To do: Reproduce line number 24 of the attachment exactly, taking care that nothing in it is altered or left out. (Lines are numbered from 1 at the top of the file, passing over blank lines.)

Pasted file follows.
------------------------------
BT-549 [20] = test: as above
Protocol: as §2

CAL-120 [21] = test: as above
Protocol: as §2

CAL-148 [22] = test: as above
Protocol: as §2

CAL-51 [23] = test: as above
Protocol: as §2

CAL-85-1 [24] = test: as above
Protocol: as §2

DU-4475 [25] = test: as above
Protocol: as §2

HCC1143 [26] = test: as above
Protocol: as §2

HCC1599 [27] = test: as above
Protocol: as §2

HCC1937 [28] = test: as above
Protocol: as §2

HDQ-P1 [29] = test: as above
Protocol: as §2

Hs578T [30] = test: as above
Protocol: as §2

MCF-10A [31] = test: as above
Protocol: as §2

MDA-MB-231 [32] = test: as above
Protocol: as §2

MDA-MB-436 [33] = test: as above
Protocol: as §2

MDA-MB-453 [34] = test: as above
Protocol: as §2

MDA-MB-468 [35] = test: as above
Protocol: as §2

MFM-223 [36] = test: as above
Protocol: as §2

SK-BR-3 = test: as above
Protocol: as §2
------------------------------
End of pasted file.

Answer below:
Protocol: as §2